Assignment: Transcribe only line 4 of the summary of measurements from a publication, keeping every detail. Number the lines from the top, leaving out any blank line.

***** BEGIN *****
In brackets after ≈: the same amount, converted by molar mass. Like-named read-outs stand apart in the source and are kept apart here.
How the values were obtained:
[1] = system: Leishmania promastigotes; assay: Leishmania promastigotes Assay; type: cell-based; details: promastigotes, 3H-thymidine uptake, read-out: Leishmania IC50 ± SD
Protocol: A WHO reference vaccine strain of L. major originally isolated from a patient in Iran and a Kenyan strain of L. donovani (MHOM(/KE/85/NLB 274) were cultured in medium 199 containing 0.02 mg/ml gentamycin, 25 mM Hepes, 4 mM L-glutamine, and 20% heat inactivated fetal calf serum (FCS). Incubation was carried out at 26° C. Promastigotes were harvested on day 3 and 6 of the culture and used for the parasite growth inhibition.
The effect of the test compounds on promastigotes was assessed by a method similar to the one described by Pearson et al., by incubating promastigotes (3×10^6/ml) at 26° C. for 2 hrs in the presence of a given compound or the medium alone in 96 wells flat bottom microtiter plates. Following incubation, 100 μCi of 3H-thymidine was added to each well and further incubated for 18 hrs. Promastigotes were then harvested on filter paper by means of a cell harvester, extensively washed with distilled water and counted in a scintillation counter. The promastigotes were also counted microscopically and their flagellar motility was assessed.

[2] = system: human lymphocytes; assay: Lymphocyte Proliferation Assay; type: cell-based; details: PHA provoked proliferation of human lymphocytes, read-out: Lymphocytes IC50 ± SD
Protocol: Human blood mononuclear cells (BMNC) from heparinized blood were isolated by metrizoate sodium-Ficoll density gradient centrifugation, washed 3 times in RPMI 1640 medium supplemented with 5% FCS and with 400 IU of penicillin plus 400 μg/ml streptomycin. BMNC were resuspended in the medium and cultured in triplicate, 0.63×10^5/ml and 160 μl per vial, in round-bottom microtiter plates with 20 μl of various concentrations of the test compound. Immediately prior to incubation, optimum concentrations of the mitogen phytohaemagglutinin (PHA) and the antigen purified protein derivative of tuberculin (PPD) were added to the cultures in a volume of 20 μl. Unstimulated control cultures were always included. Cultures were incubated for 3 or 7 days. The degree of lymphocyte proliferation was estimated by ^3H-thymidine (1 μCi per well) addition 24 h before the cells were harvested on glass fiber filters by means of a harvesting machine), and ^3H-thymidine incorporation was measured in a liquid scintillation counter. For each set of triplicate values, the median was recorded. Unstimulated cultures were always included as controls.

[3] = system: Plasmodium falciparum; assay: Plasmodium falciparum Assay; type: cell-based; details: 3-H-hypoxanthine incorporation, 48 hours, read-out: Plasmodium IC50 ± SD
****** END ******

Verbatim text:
Protocol: A WHO reference vaccine strain of L. major originally isolated from a patient in Iran and a Kenyan strain of L. donovani (MHOM(/KE/85/NLB 274) were cultured in medium 199 containing 0.02 mg/ml gentamycin, 25 mM Hepes, 4 mM L-glutamine, and 20% heat inactivated fetal calf serum (FCS). Incubation was carried out at 26° C. Promastigotes were harvested on day 3 and 6 of the culture and used for the parasite growth inhibition.